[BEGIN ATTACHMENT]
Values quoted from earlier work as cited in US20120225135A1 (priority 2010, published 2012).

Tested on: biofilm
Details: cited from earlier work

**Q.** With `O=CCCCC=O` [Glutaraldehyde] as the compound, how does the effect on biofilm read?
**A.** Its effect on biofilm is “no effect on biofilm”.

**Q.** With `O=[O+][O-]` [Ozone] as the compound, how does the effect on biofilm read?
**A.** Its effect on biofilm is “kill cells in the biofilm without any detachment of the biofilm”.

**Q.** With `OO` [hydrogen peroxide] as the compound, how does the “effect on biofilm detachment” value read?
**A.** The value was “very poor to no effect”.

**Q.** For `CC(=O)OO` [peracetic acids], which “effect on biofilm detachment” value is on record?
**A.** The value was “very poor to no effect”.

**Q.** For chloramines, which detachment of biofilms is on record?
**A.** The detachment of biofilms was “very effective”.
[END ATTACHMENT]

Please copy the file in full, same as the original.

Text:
Values quoted from earlier work as cited in US20120225135A1 (priority 2010, published 2012).

Tested on: biofilm
Details: cited from earlier work

**Q.** With `O=CCCCC=O` [Glutaraldehyde] as the compound, how does the effect on biofilm read?
**A.** Its effect on biofilm is “no effect on biofilm”.

**Q.** With `O=[O+][O-]` [Ozone] as the compound, how does the effect on biofilm read?
**A.** Its effect on biofilm is “kill cells in the biofilm without any detachment of the biofilm”.

**Q.** With `OO` [hydrogen peroxide] as the compound, how does the “effect on biofilm detachment” value read?
**A.** The value was “very poor to no effect”.

**Q.** For `CC(=O)OO` [peracetic acids], which “effect on biofilm detachment” value is on record?
**A.** The value was “very poor to no effect”.

**Q.** For chloramines, which detachment of biofilms is on record?
**A.** The detachment of biofilms was “very effective”.